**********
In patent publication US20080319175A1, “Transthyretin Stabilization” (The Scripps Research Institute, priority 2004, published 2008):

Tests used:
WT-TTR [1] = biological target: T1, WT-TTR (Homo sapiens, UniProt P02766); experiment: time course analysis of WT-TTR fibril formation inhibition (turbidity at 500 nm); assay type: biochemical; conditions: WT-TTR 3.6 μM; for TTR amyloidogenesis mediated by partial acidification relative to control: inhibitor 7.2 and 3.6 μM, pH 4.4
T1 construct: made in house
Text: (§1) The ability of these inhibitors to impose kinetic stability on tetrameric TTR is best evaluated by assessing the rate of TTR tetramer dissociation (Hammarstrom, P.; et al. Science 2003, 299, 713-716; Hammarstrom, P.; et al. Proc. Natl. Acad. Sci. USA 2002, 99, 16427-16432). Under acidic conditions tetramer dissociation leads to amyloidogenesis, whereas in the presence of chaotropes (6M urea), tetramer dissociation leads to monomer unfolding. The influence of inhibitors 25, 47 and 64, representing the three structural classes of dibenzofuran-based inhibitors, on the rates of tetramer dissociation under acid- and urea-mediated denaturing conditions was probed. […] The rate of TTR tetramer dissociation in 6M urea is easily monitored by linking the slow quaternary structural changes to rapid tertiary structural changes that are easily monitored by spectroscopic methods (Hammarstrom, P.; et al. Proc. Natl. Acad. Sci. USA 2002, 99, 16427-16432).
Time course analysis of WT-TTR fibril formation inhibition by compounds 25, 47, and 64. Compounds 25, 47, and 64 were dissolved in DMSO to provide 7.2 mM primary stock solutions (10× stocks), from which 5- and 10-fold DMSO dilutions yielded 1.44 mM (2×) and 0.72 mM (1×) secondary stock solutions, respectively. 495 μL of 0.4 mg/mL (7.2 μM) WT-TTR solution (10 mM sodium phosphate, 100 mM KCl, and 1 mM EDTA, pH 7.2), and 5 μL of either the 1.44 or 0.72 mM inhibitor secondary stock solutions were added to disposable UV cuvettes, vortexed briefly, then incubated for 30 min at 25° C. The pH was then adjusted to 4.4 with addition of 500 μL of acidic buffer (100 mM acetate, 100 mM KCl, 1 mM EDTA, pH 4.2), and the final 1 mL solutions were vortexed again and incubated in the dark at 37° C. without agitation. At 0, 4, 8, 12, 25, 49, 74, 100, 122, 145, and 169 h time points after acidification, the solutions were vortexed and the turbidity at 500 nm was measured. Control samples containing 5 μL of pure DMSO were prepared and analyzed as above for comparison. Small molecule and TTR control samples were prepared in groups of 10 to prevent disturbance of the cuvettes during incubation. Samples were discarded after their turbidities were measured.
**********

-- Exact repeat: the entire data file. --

In patent publication US20080319175A1, “Transthyretin Stabilization” (The Scripps Research Institute, priority 2004, published 2008):

Tests used:
WT-TTR [1] = biological target: T1, WT-TTR (Homo sapiens, UniProt P02766); experiment: time course analysis of WT-TTR fibril formation inhibition (turbidity at 500 nm); assay type: biochemical; conditions: WT-TTR 3.6 μM; for TTR amyloidogenesis mediated by partial acidification relative to control: inhibitor 7.2 and 3.6 μM, pH 4.4
T1 construct: made in house
Text: (§1) The ability of these inhibitors to impose kinetic stability on tetrameric TTR is best evaluated by assessing the rate of TTR tetramer dissociation (Hammarstrom, P.; et al. Science 2003, 299, 713-716; Hammarstrom, P.; et al. Proc. Natl. Acad. Sci. USA 2002, 99, 16427-16432). Under acidic conditions tetramer dissociation leads to amyloidogenesis, whereas in the presence of chaotropes (6M urea), tetramer dissociation leads to monomer unfolding. The influence of inhibitors 25, 47 and 64, representing the three structural classes of dibenzofuran-based inhibitors, on the rates of tetramer dissociation under acid- and urea-mediated denaturing conditions was probed. […] The rate of TTR tetramer dissociation in 6M urea is easily monitored by linking the slow quaternary structural changes to rapid tertiary structural changes that are easily monitored by spectroscopic methods (Hammarstrom, P.; et al. Proc. Natl. Acad. Sci. USA 2002, 99, 16427-16432).
Time course analysis of WT-TTR fibril formation inhibition by compounds 25, 47, and 64. Compounds 25, 47, and 64 were dissolved in DMSO to provide 7.2 mM primary stock solutions (10× stocks), from which 5- and 10-fold DMSO dilutions yielded 1.44 mM (2×) and 0.72 mM (1×) secondary stock solutions, respectively. 495 μL of 0.4 mg/mL (7.2 μM) WT-TTR solution (10 mM sodium phosphate, 100 mM KCl, and 1 mM EDTA, pH 7.2), and 5 μL of either the 1.44 or 0.72 mM inhibitor secondary stock solutions were added to disposable UV cuvettes, vortexed briefly, then incubated for 30 min at 25° C. The pH was then adjusted to 4.4 with addition of 500 μL of acidic buffer (100 mM acetate, 100 mM KCl, 1 mM EDTA, pH 4.2), and the final 1 mL solutions were vortexed again and incubated in the dark at 37° C. without agitation. At 0, 4, 8, 12, 25, 49, 74, 100, 122, 145, and 169 h time points after acidification, the solutions were vortexed and the turbidity at 500 nm was measured. Control samples containing 5 μL of pure DMSO were prepared and analyzed as above for comparison. Small molecule and TTR control samples were prepared in groups of 10 to prevent disturbance of the cuvettes during incubation. Samples were discarded after their turbidities were measured.